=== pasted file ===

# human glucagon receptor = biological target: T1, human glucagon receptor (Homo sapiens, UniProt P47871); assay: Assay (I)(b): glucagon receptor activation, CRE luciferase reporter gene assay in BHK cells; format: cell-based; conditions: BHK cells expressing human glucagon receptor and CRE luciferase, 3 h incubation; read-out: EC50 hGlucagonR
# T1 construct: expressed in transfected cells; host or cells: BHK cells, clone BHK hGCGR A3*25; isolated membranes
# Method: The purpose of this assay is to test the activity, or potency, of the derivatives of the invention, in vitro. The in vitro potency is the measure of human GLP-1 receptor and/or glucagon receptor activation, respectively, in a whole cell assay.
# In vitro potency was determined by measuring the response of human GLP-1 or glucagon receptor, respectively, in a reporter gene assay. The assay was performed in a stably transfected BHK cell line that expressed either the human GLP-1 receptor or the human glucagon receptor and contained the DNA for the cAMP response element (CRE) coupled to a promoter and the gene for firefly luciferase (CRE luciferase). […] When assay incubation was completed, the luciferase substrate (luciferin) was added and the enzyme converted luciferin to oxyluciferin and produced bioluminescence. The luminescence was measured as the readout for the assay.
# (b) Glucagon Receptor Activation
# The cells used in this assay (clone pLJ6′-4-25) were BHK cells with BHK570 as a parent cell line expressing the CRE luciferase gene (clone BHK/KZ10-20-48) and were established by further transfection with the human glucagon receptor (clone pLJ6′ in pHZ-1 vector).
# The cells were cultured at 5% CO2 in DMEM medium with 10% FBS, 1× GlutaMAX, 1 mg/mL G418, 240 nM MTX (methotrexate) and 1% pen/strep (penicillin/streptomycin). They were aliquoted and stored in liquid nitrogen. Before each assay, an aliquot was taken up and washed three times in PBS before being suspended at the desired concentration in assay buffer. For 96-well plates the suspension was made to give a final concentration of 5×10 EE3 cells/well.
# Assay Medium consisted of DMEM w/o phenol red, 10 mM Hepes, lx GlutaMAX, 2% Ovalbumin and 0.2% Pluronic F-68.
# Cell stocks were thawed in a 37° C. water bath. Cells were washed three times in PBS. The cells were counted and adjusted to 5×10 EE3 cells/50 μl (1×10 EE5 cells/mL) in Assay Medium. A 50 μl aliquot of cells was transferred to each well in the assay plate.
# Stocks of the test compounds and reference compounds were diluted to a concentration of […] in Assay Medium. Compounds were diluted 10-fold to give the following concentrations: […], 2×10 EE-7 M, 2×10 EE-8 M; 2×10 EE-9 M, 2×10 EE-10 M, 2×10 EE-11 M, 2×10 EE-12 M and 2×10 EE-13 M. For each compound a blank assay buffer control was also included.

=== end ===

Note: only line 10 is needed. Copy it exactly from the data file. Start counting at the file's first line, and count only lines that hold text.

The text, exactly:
# Stocks of the test compounds and reference compounds were diluted to a concentration of […] in Assay Medium. Compounds were diluted 10-fold to give the following concentrations: […], 2×10 EE-7 M, 2×10 EE-8 M; 2×10 EE-9 M, 2×10 EE-10 M, 2×10 EE-11 M, 2×10 EE-12 M and 2×10 EE-13 M. For each compound a blank assay buffer control was also included.